Going Global: Expanding Perspective and Deepening Understanding through Dramatic Monologues Artist in Residence
Mary Hall Surface, a talented D.C. playwright and educator visited the English and social studies 9th grade classrooms for a two-and-a-half day workshop. Ms. Surface worked with the students to create dramatic monologues that will allow them to “step inside the shoes” of a particular character.
Upper school STEM students collaborated with the Kanjiwora National Higher Secondary School in Katmandu, Nepal, to plan and build a robot that will be used to test the integrity of dangerous bridges in Nepal.
Ignatius Mwela and Chad Songy performed for all Upper School students in a fast-paced and funny show addressing diversity and equity. The performers challenged students to find new perspectives and be more tolerant.
Award-winning author, illustrator and filmmaker Lynne Cherry will conduct workshops with all Lower School students.
For the second year in a row, the Bullis 6th grade class visited the United Nations in New York City. The students met the President of the UN as well as an ambassador and toured the UN facility.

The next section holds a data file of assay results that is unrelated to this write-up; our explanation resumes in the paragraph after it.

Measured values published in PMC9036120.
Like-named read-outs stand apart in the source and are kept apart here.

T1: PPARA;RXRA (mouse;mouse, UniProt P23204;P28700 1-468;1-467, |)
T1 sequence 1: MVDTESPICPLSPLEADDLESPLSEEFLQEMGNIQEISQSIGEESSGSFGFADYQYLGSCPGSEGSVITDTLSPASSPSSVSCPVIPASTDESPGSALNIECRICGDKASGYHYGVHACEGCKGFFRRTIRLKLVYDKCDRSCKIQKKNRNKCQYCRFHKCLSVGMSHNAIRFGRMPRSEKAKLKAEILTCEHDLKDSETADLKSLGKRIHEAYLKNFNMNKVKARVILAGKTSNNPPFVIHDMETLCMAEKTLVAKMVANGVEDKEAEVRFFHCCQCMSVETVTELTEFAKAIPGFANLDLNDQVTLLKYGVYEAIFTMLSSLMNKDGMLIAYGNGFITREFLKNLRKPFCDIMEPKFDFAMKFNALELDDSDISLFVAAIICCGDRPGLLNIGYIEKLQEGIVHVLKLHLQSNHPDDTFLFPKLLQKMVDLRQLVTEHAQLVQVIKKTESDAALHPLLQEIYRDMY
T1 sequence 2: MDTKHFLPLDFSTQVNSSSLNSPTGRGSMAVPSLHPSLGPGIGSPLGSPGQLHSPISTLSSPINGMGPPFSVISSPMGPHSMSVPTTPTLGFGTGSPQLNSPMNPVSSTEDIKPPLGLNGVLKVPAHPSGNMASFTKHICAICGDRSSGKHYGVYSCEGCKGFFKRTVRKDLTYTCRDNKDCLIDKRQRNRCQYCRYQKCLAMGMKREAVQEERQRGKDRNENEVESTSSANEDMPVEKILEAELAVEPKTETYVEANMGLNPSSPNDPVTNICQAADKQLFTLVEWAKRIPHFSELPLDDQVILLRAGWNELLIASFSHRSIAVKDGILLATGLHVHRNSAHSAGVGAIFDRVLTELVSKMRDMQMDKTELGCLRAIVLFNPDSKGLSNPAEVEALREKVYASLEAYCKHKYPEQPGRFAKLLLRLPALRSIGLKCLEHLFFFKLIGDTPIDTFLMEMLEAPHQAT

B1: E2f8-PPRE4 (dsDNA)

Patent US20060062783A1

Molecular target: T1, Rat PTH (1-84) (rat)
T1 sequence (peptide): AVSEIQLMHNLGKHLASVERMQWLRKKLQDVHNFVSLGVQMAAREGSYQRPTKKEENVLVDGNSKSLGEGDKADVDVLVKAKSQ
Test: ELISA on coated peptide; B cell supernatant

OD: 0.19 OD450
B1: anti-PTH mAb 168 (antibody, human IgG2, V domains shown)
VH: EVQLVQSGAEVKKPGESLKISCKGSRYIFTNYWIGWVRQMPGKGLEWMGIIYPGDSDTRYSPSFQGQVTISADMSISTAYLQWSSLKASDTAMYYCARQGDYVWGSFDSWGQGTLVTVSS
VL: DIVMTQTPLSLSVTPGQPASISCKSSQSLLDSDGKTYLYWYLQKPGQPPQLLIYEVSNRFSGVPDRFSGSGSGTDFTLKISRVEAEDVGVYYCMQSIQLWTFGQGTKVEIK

This series brought virtual authors to the Bullis Middle School using Skype technology. Authors Gene Luen Yang, Erin Dionne and Adam Gidwitz spoke to the students about reading and discussed their books.
The Lower and Middle schools enjoyed a performance at the Kennedy Center.
A new portable light and sound system enhanced many and various performances, musical shows, athletic events, academic events and social events. This new system was used all around and even off campus for many event.
A Japanese drum/music/dance performance group visited, performing for both Lower and Middle School, and holding taiko drumming workshops for Lower School.
Each Lower School grade attended workshops at the Kid Museum in Bethesda, integrating art into STEM.
The Lower School attended this Imagination Stage Play. Students learned how Roberto Clemente led the Bullis Way by helping people with disabilities and serving hurricane victims despite its consequences.
The theme for the 2016 Middle School’s Community Day was “Positive Technology.” Expert Dr. Deborah Heitner worked with the students and helped organize the day as part of the Middle School curriculum, and then conducted a workshop in the evening for parents.
Award winning author Nikki Grimes gave a presentation for Lower and Middle School students.
Each year the 6th grade travels to New York City to a) expose them to the purpose of the United Nations, with particular emphasis on Millenium/Sustainable Development Goals; and b) reinforce classroom studies of the events of 9/11 by visiting the World Trade Center Memorial.The trip ties in with the 6th grade curriculum of geography, language arts, science and the annual year-end Project-Based Learning activity (Weight of Water).